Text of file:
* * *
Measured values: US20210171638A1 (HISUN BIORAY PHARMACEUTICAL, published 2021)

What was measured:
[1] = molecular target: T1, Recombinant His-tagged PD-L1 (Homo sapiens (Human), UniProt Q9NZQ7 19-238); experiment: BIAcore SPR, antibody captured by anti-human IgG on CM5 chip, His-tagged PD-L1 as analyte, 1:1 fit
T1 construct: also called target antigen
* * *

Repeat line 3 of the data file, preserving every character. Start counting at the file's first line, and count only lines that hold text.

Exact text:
[1] = molecular target: T1, Recombinant His-tagged PD-L1 (Homo sapiens (Human), UniProt Q9NZQ7 19-238); experiment: BIAcore SPR, antibody captured by anti-human IgG on CM5 chip, His-tagged PD-L1 as analyte, 1:1 fit